Digital transformation — AKA DT or Industry 4.0 — is changing everything, but even if your company succeeds, and such success is rare, the veracity of your data will make or break you. In the emerging data-driven economy where trust is essential, there is too-little focus being placed on the accuracy of that data, said Michael Biltz, Managing Director for Accenture Technology Vision and Accenture Technology Labs. He told IT Trends & Analysis “companies are not making investments to make sure the data is true.” In the past it didn’t matter if the data wasn’t right, but that’s not true anymore, he added.
It’s no longer a case of if, but when you embrace digital transformation. On average, companies going digital expect to increase annual revenues by 2.9% and reduce costs by 3.6%, but the DT overachievers are looking at both revenue gains and cost reductions of more than 30% at the same time. But achieving DT is hard: the failure rates for unsuccessful digital transformation projects range from a low of 70% to as high as 84%, with the biggest barrier being cultural resistance to change, followed by legacy IT systems and retaining critical talent, respectively.
For the global 2000 companies, digital transformation is mandatory, said Biltz. “This is not optional.”
According to “Intelligent Enterprise Unleashed: Redefine Your Company Based on the Company You Keep,” the professional services giant’s annual technology report, DT – the multi-trillion-dollar business phenomenon enabled by cloud computing, Internet of Things (IoT), big data and analytics (BDA), mobility, social media and security – trust will be a critical component. The survey of more than 6,300 business and IT executives worldwide found that the rapid advancements in technologies, including artificial intelligence (AI) and analytics, ‘are enabling companies to not just create innovative products and services, but change the way people work and live.’
“Just as cities developed around ports and then railroads, or people rebuilt their lives around electricity, the world today is reimagining itself around digital innovation — and, by extension, the companies that provide those services,” said Paul Daugherty, Accenture’s chief technology & innovation officer, in a prepared statement. “This requires a new type of relationship, built on trust and the sharing of large amounts of personal information.”
However, all this presupposes that customers, employees and partners, and regulators are trustworthy, and that the data they make their decisions on is accurate, said Biltz. “The reality is we are not holding, companies are not holding, themselves to a high enough standard.”
As opposed to the current environment where companies – and others – exchange products and services for compensation from their customers, the customers are feeding information and access back to them. Accenture says this level of “integrated innovation” and degree of trust requires a deeper relationship — ‘a true partnership based not only on a company’s products, but also its goals and values.’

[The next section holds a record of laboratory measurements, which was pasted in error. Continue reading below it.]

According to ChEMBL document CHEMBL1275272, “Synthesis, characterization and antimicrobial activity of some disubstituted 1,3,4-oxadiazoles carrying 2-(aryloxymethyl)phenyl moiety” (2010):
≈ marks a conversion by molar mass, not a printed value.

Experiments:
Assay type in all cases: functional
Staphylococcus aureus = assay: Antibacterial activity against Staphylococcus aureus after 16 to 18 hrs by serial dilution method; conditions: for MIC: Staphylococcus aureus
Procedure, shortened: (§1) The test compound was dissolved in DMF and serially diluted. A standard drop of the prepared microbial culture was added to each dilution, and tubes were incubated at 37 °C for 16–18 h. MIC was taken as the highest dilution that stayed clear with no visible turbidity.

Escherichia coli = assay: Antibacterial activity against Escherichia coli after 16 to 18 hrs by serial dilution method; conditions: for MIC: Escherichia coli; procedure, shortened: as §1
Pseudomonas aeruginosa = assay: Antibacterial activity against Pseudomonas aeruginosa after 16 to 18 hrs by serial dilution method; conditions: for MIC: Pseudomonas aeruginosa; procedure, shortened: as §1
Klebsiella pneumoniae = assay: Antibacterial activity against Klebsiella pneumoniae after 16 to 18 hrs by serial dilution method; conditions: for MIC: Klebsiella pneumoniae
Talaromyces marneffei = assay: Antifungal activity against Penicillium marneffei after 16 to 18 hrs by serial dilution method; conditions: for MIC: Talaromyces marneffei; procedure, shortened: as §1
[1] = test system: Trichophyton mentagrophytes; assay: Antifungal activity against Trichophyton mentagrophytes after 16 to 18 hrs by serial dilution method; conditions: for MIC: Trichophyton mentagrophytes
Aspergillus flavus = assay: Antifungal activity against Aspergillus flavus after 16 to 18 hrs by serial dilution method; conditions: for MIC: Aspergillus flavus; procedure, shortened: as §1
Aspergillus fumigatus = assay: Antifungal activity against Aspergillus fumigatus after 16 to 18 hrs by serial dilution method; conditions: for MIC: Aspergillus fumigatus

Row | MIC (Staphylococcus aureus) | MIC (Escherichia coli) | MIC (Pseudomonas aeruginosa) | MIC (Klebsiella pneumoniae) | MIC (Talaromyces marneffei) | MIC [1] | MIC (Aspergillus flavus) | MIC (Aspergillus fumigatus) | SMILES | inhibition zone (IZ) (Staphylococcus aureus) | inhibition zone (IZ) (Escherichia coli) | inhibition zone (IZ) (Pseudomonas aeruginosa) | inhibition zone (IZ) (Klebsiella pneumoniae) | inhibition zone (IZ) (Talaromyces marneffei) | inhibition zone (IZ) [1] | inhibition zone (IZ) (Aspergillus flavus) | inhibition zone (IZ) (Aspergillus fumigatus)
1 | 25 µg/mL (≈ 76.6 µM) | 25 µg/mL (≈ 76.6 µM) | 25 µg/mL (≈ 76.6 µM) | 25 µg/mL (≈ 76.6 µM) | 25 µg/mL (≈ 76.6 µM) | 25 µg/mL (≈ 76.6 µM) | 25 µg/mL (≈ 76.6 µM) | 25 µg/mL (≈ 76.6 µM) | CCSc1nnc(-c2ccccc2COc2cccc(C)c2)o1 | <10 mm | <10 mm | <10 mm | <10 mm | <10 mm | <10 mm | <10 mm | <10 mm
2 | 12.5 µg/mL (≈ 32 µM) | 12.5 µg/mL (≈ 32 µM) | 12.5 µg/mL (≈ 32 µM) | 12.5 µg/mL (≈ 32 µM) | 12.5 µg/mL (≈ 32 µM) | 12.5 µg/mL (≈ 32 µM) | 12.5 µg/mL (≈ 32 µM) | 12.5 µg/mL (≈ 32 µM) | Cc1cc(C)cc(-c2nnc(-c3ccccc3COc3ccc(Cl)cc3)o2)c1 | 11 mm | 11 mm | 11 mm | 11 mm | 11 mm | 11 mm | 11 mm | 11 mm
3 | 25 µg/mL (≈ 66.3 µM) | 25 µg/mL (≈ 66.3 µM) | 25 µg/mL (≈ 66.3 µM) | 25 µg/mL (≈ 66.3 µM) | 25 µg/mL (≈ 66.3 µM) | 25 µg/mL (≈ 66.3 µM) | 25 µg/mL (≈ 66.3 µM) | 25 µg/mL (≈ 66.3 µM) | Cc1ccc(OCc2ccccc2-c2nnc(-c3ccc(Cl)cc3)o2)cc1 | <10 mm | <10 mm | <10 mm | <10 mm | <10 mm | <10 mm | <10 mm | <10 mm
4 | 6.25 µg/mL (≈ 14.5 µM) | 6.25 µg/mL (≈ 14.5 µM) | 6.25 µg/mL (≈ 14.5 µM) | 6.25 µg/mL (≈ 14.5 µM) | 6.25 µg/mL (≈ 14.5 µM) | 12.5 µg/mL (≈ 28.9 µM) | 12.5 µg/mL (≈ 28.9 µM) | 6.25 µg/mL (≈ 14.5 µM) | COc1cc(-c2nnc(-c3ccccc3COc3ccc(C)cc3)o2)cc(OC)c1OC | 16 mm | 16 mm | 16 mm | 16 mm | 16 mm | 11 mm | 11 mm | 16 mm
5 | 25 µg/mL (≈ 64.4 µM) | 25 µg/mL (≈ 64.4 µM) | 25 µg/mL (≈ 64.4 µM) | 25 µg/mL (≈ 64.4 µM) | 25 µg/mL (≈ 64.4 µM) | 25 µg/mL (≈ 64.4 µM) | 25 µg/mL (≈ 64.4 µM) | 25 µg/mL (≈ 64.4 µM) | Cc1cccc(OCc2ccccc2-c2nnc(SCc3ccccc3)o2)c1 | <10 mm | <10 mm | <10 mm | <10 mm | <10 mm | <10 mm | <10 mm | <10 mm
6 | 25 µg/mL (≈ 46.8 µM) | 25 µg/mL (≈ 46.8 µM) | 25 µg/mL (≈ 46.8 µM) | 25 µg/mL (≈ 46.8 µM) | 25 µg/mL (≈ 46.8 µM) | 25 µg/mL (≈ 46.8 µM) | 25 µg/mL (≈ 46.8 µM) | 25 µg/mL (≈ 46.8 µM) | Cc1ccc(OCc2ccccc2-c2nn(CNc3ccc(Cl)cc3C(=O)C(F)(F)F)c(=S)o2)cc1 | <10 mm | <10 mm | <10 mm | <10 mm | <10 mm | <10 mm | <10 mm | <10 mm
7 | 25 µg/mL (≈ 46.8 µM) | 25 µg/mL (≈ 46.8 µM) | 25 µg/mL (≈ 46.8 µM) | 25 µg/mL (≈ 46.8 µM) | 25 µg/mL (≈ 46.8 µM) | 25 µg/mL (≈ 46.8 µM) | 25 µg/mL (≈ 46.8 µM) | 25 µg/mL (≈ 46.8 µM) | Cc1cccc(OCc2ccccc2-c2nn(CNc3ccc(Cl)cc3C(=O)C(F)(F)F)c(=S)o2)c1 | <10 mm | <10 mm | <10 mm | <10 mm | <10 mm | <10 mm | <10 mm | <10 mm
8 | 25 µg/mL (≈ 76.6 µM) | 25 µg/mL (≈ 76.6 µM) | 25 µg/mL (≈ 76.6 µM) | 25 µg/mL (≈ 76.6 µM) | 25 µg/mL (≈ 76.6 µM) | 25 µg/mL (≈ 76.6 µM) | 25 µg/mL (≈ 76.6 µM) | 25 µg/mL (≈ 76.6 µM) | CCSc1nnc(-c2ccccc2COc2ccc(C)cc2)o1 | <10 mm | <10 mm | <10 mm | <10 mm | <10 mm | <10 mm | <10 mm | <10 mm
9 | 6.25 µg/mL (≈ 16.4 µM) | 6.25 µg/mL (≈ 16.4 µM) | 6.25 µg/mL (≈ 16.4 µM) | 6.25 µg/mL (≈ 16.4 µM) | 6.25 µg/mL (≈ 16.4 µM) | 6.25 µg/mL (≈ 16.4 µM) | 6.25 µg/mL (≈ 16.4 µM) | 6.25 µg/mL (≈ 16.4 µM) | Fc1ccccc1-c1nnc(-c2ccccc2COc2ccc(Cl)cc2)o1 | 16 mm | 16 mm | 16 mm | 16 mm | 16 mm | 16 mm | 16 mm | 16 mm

This requires a fundamental change to a different type of business, said Biltz. “I as a company become indispensable.” Businesses have to become customer and employee focused.
“Focus now is not just on people, but how we’re transforming our relationships… and that requires different way of looking at the world.” How do I create different kinds of relationships, different kinds of partnerships?
Positioned as a Leader in IDC’s Worldwide Digital Transformation Consulting and Systems Integration Services 2017 Vendor Assessment, Accenture is also grappling with DT internally, as its more than 400,000 professionals visit more than 10,000 customer sites daily, said CIO Andrew Wilson. Organizations need to transform from old techniques and waterfall philosophies to much more horizontal processes and experiences, he said. “You have to be much more real-time.”
5 Emerging Trends
In this year’s survey Accenture identified five emerging technology trends that companies must address if they are to build the partnerships needed to succeed in today’s digital economy:
Citizen AI: Raising AI to Benefit Business and Society. As artificial intelligence (AI) grows in its capabilities, so does its impact on people’s lives. Businesses looking to capitalize on AI’s potential must acknowledge this impact, “raising” AI to act as responsible representatives of their business.
Extended Reality: The End of Distance. Virtual and augmented reality technologies are transforming the ways people live and work by removing the distance to people, information and experiences.
Data Veracity: The Importance of Trust. By transforming themselves to run on data, businesses now face a new kind of vulnerability: inaccurate, manipulated and biased data that leads to corrupted business insights and skewed decisions. To address this challenge, companies must follow a dual mandate to maximize veracity and minimize incentives for data manipulation.
Frictionless Business: Built to Partner at Scale. Businesses depend on technology-based partnerships for growth, but their own legacy systems aren’t designed to support partnerships at scale. To fully power the connected Intelligent Enterprise, companies must first re-design themselves.
Internet of Thinking: Creating Intelligent Distributed Systems. Businesses are making big bets on intelligent environments via robotics, AI and immersive experiences, but bringing these intelligent environments to life will require not only adding key skills and workforce capabilities, but also modernizing current enterprise technology infrastructures.